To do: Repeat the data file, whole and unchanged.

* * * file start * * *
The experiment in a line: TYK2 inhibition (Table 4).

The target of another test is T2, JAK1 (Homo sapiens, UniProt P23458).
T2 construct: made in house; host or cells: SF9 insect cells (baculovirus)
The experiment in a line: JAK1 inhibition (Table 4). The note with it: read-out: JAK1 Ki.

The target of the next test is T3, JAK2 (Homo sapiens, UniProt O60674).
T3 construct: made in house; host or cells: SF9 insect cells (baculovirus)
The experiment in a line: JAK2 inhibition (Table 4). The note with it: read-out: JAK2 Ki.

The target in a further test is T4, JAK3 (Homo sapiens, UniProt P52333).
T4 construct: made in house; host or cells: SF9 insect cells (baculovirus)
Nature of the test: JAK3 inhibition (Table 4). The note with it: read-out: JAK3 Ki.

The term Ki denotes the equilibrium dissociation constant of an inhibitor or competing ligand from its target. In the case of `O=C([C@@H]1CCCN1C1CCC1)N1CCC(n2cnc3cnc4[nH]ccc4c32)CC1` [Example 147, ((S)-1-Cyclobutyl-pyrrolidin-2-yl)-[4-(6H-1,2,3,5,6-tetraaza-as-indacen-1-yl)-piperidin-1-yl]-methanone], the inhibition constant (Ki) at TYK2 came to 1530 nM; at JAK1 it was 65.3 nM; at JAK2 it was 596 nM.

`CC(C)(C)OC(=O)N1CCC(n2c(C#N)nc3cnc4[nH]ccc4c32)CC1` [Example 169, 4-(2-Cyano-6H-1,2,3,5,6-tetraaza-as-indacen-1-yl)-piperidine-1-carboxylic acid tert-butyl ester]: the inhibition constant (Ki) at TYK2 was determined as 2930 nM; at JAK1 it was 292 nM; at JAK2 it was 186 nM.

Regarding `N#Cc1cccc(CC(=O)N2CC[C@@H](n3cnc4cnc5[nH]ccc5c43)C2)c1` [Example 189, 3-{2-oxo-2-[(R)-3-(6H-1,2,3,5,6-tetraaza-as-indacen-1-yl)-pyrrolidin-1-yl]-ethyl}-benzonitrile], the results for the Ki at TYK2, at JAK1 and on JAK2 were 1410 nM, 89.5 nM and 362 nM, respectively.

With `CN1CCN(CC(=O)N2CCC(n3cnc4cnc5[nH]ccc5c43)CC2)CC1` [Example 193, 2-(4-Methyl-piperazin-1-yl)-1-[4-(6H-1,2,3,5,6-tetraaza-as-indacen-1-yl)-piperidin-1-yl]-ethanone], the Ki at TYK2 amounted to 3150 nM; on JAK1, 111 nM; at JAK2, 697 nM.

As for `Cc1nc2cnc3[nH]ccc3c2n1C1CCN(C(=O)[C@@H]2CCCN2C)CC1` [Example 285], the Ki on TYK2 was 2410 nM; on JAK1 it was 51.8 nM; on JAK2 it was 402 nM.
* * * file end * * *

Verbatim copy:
The experiment in a line: TYK2 inhibition (Table 4).

The target of another test is T2, JAK1 (Homo sapiens, UniProt P23458).
T2 construct: made in house; host or cells: SF9 insect cells (baculovirus)
The experiment in a line: JAK1 inhibition (Table 4). The note with it: read-out: JAK1 Ki.

The target of the next test is T3, JAK2 (Homo sapiens, UniProt O60674).
T3 construct: made in house; host or cells: SF9 insect cells (baculovirus)
The experiment in a line: JAK2 inhibition (Table 4). The note with it: read-out: JAK2 Ki.

The target in a further test is T4, JAK3 (Homo sapiens, UniProt P52333).
T4 construct: made in house; host or cells: SF9 insect cells (baculovirus)
Nature of the test: JAK3 inhibition (Table 4). The note with it: read-out: JAK3 Ki.

The term Ki denotes the equilibrium dissociation constant of an inhibitor or competing ligand from its target. In the case of `O=C([C@@H]1CCCN1C1CCC1)N1CCC(n2cnc3cnc4[nH]ccc4c32)CC1` [Example 147, ((S)-1-Cyclobutyl-pyrrolidin-2-yl)-[4-(6H-1,2,3,5,6-tetraaza-as-indacen-1-yl)-piperidin-1-yl]-methanone], the inhibition constant (Ki) at TYK2 came to 1530 nM; at JAK1 it was 65.3 nM; at JAK2 it was 596 nM.

`CC(C)(C)OC(=O)N1CCC(n2c(C#N)nc3cnc4[nH]ccc4c32)CC1` [Example 169, 4-(2-Cyano-6H-1,2,3,5,6-tetraaza-as-indacen-1-yl)-piperidine-1-carboxylic acid tert-butyl ester]: the inhibition constant (Ki) at TYK2 was determined as 2930 nM; at JAK1 it was 292 nM; at JAK2 it was 186 nM.

Regarding `N#Cc1cccc(CC(=O)N2CC[C@@H](n3cnc4cnc5[nH]ccc5c43)C2)c1` [Example 189, 3-{2-oxo-2-[(R)-3-(6H-1,2,3,5,6-tetraaza-as-indacen-1-yl)-pyrrolidin-1-yl]-ethyl}-benzonitrile], the results for the Ki at TYK2, at JAK1 and on JAK2 were 1410 nM, 89.5 nM and 362 nM, respectively.

With `CN1CCN(CC(=O)N2CCC(n3cnc4cnc5[nH]ccc5c43)CC2)CC1` [Example 193, 2-(4-Methyl-piperazin-1-yl)-1-[4-(6H-1,2,3,5,6-tetraaza-as-indacen-1-yl)-piperidin-1-yl]-ethanone], the Ki at TYK2 amounted to 3150 nM; on JAK1, 111 nM; at JAK2, 697 nM.

As for `Cc1nc2cnc3[nH]ccc3c2n1C1CCN(C(=O)[C@@H]2CCCN2C)CC1` [Example 285], the Ki on TYK2 was 2410 nM; on JAK1 it was 51.8 nM; on JAK2 it was 402 nM.